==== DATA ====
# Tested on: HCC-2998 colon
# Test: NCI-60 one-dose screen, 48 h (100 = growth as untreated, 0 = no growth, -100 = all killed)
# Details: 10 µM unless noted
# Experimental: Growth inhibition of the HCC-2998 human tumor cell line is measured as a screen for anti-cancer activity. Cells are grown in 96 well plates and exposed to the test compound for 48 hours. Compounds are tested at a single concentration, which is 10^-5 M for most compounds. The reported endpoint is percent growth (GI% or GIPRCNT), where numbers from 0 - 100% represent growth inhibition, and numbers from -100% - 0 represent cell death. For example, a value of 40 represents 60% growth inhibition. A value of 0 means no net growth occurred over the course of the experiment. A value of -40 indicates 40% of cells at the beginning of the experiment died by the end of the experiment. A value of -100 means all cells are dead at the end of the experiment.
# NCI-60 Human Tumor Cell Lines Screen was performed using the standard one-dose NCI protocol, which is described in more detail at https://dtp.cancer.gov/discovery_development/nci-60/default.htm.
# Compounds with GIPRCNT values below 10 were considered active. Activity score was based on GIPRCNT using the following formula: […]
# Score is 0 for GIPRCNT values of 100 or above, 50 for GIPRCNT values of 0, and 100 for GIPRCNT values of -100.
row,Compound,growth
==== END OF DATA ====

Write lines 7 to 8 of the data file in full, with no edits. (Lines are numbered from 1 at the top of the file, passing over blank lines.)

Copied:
# Score is 0 for GIPRCNT values of 100 or above, 50 for GIPRCNT values of 0, and 100 for GIPRCNT values of -100.
row,Compound,growth